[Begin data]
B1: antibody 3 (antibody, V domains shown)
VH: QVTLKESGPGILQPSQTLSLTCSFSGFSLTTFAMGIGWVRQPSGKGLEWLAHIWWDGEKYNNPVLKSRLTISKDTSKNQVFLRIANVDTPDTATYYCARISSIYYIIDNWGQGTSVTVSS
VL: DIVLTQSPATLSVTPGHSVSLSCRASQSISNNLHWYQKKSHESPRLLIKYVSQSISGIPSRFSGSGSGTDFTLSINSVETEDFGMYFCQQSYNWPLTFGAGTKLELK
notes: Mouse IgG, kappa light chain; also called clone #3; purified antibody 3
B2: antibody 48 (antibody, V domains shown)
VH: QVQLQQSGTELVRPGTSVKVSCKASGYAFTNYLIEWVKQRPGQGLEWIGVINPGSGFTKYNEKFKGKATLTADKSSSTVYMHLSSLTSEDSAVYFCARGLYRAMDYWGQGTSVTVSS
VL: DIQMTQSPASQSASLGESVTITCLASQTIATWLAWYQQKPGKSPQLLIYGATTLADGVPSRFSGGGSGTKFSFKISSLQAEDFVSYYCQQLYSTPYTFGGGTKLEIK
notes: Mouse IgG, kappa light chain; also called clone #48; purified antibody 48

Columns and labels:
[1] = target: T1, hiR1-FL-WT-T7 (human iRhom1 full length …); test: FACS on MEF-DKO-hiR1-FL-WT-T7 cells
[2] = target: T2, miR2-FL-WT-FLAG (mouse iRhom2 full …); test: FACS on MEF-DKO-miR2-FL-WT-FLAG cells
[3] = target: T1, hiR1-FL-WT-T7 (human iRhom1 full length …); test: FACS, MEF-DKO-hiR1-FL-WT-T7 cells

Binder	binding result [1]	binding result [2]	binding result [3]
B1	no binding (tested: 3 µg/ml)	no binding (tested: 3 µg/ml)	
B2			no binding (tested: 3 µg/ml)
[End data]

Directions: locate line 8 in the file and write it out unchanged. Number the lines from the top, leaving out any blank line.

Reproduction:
notes: Mouse IgG, kappa light chain; also called clone #48; purified antibody 48